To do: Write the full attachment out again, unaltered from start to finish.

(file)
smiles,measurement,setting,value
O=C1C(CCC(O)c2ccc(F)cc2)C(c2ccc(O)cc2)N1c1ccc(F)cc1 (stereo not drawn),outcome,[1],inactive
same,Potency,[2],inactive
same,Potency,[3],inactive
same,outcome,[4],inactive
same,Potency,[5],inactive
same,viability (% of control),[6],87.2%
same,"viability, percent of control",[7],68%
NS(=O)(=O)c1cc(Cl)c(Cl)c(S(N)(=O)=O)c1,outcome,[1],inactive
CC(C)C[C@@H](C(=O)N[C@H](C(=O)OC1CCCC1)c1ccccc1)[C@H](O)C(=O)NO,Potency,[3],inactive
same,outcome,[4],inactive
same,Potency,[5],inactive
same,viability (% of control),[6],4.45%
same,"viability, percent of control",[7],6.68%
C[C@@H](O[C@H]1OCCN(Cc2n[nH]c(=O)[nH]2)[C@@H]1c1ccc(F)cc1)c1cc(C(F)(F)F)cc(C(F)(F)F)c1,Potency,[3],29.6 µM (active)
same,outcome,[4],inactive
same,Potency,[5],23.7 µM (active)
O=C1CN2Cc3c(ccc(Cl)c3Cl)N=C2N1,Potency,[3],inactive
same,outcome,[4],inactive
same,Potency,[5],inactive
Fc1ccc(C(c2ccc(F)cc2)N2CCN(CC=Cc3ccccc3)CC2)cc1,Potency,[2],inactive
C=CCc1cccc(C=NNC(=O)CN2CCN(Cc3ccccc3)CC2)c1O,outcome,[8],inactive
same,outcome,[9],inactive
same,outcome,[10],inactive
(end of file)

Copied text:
smiles,measurement,setting,value
O=C1C(CCC(O)c2ccc(F)cc2)C(c2ccc(O)cc2)N1c1ccc(F)cc1 (stereo not drawn),outcome,[1],inactive
same,Potency,[2],inactive
same,Potency,[3],inactive
same,outcome,[4],inactive
same,Potency,[5],inactive
same,viability (% of control),[6],87.2%
same,"viability, percent of control",[7],68%
NS(=O)(=O)c1cc(Cl)c(Cl)c(S(N)(=O)=O)c1,outcome,[1],inactive
CC(C)C[C@@H](C(=O)N[C@H](C(=O)OC1CCCC1)c1ccccc1)[C@H](O)C(=O)NO,Potency,[3],inactive
same,outcome,[4],inactive
same,Potency,[5],inactive
same,viability (% of control),[6],4.45%
same,"viability, percent of control",[7],6.68%
C[C@@H](O[C@H]1OCCN(Cc2n[nH]c(=O)[nH]2)[C@@H]1c1ccc(F)cc1)c1cc(C(F)(F)F)cc(C(F)(F)F)c1,Potency,[3],29.6 µM (active)
same,outcome,[4],inactive
same,Potency,[5],23.7 µM (active)
O=C1CN2Cc3c(ccc(Cl)c3Cl)N=C2N1,Potency,[3],inactive
same,outcome,[4],inactive
same,Potency,[5],inactive
Fc1ccc(C(c2ccc(F)cc2)N2CCN(CC=Cc3ccccc3)CC2)cc1,Potency,[2],inactive
C=CCc1cccc(C=NNC(=O)CN2CCN(Cc3ccccc3)CC2)c1O,outcome,[8],inactive
same,outcome,[9],inactive
same,outcome,[10],inactive